What is an Administration Order?
You might consider an Administration Order as a debt solution if you have at least one county or High court judgement against you.
It is a legally binding administrative arrangement, issued by a court which allows you to repay only what you can afford each month towards your debts.
An Administration Order is a formal, legally binding debt solution which allows you to repay debt owed to creditors over a period of time.
This is a debt solution for people who have a county or High Court judgement against them which they are unable to pay in full. Applications for Administration Orders are made to your local county court – they will decide whether or not to grant the Order.
Upon approval of the Order, all creditors declared in your application are managed with one monthly payment made to the local court. The local court will manage payments to all unsecured creditors within the Orders. Once the Order has been granted, any creditors included cannot take any further action against you without the permission of the court.
What debts can be included in an Administration Order?
All debts can be included in an Administration Order, however, there is the possibility that a judge may leave out some debts such as Council Tax arrears or criminal fines.
Some creditors can object to being included in an Administration Order. If this happens, the court will call a hearing to decide whether its fair to leave the debt in the order.
What if I owe more than £5,000?
If you’re debts total more than £5,00 you are not eligible for an Administration Order. However, you could possibly speak with your creditors to negotiate the amount of debt you’re able to repay to bring your debt level down to £5,000 to enter the order.
Some creditors may look favourably on this course of action if they think they will get more money back overall with an Administration Order.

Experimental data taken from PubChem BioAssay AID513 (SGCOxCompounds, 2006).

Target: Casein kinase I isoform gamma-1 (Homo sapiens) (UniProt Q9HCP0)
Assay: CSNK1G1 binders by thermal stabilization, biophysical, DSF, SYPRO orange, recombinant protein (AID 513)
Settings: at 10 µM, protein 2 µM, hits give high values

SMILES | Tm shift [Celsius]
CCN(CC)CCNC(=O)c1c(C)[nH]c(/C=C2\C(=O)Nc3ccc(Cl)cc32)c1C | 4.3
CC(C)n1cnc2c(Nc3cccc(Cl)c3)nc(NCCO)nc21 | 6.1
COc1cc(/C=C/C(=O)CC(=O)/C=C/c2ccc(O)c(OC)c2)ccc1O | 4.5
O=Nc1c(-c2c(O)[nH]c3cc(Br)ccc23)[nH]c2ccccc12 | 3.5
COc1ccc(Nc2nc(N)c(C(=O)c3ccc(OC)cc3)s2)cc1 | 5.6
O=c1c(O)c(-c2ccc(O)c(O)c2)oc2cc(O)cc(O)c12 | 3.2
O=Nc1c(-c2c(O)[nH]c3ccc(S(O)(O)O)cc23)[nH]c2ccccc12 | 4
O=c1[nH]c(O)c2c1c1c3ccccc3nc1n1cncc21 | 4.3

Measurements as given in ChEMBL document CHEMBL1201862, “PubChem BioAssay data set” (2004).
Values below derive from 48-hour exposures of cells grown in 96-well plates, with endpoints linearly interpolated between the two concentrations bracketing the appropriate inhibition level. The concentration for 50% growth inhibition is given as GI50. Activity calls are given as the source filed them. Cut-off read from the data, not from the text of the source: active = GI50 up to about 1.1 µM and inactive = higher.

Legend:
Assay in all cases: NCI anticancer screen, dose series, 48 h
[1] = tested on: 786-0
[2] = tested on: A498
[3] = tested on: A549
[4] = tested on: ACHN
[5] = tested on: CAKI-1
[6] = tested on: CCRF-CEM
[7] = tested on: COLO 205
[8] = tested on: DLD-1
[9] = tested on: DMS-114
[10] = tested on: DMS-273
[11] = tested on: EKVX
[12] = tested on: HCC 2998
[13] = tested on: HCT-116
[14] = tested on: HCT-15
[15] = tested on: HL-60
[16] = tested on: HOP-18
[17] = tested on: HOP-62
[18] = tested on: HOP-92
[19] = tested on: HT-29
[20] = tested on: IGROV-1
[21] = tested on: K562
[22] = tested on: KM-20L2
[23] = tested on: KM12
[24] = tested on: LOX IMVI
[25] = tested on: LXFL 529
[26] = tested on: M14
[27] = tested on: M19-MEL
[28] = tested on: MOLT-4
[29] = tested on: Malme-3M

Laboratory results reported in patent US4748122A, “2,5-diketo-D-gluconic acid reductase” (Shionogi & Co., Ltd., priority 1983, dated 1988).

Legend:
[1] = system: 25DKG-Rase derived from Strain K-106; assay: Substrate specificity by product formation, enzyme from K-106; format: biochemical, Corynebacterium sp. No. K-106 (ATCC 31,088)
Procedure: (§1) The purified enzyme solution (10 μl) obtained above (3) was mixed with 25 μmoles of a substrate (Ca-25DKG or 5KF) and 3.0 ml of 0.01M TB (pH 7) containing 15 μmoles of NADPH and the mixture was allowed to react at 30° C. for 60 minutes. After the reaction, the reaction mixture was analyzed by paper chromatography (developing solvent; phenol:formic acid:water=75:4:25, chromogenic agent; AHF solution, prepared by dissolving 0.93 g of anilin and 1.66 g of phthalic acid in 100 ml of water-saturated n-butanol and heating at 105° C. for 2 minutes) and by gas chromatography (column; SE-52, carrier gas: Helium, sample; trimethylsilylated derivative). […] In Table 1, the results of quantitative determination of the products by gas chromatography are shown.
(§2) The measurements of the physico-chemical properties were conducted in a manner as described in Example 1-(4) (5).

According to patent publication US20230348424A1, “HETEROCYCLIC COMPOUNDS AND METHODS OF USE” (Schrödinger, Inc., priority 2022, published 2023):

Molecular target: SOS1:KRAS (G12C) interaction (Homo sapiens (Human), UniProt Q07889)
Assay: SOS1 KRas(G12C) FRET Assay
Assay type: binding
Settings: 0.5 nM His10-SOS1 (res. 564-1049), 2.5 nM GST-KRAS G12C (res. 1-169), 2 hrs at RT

Applying for an Administration Order is a straightforward process. You must complete an N92 form which can be found on the gov.uk website and hand it into your local court.
The court will then decide how much of your debt you will have to repay, the amount of your monthly repayments, the length of time it will take for you to complete your repayments. All debts should be repaid in a reasonable amount of time.
If a district judge is concerned that an Administration Order will not help you achieve this, there is a possibility they will suggest an alternative arrangement known as a compensation order which would still allow you to write off some of your debt.
When establishing repayments, the court will assess your financial situation – taking into account essential expenses – to ensure you can afford monthly repayments.
This payment is made to the court which will then be distributed between creditors on your behalf. There is a court fee each time you make a payment, however, this cannot be more than 10 per cent of your total debt. For example, if you owe £2,500, it can’t be more than £250 in total.
An Administration Order is added to the Register of Judgements, Orders and Fines where it will stay for six years. Once your debts have been repaid in full, your Order will be marked as ‘satisfied’.
Will an Administration Order affect my credit rating?
Yes. The details of your Administration Order will be visible on your credit history for six years. This could make it harder to obtain credit or make it harder to for you to open a bank account.
What if my circumstances change during an Administration Order?
Sometimes your circumstances change out with your control. You may lose your job, or a relationship might breakdown which can make repayments difficult or even impossible.